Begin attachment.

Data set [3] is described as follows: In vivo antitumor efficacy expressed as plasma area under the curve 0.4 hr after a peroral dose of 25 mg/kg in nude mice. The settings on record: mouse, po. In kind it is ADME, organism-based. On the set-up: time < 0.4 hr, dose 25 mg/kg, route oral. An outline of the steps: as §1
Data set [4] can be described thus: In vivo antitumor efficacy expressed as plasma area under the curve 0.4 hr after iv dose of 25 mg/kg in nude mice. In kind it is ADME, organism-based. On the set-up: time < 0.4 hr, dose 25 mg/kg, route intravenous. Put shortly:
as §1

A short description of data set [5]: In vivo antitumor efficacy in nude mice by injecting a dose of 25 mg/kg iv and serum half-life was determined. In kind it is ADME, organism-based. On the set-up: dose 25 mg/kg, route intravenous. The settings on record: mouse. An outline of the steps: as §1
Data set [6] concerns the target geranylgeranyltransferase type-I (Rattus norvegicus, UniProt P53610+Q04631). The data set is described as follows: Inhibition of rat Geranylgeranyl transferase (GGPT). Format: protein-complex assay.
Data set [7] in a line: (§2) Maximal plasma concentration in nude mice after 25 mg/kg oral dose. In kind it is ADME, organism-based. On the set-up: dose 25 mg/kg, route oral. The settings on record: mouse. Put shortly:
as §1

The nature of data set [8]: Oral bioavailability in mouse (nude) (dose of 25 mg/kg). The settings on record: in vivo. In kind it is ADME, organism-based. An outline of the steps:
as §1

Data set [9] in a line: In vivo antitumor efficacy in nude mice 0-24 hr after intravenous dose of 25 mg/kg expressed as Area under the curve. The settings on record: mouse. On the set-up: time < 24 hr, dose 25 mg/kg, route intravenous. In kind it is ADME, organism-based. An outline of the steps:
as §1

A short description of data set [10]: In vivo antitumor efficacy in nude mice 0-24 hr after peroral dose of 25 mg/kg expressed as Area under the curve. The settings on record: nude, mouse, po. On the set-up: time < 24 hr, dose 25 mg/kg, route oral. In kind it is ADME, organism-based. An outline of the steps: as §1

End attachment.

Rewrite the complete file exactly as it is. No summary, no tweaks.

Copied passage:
Data set [3] is described as follows: In vivo antitumor efficacy expressed as plasma area under the curve 0.4 hr after a peroral dose of 25 mg/kg in nude mice. The settings on record: mouse, po. In kind it is ADME, organism-based. On the set-up: time < 0.4 hr, dose 25 mg/kg, route oral. An outline of the steps: as §1
Data set [4] can be described thus: In vivo antitumor efficacy expressed as plasma area under the curve 0.4 hr after iv dose of 25 mg/kg in nude mice. In kind it is ADME, organism-based. On the set-up: time < 0.4 hr, dose 25 mg/kg, route intravenous. Put shortly:
as §1

A short description of data set [5]: In vivo antitumor efficacy in nude mice by injecting a dose of 25 mg/kg iv and serum half-life was determined. In kind it is ADME, organism-based. On the set-up: dose 25 mg/kg, route intravenous. The settings on record: mouse. An outline of the steps: as §1
Data set [6] concerns the target geranylgeranyltransferase type-I (Rattus norvegicus, UniProt P53610+Q04631). The data set is described as follows: Inhibition of rat Geranylgeranyl transferase (GGPT). Format: protein-complex assay.
Data set [7] in a line: (§2) Maximal plasma concentration in nude mice after 25 mg/kg oral dose. In kind it is ADME, organism-based. On the set-up: dose 25 mg/kg, route oral. The settings on record: mouse. Put shortly:
as §1

The nature of data set [8]: Oral bioavailability in mouse (nude) (dose of 25 mg/kg). The settings on record: in vivo. In kind it is ADME, organism-based. An outline of the steps:
as §1

Data set [9] in a line: In vivo antitumor efficacy in nude mice 0-24 hr after intravenous dose of 25 mg/kg expressed as Area under the curve. The settings on record: mouse. On the set-up: time < 24 hr, dose 25 mg/kg, route intravenous. In kind it is ADME, organism-based. An outline of the steps:
as §1

A short description of data set [10]: In vivo antitumor efficacy in nude mice 0-24 hr after peroral dose of 25 mg/kg expressed as Area under the curve. The settings on record: nude, mouse, po. On the set-up: time < 24 hr, dose 25 mg/kg, route oral. In kind it is ADME, organism-based. An outline of the steps: as §1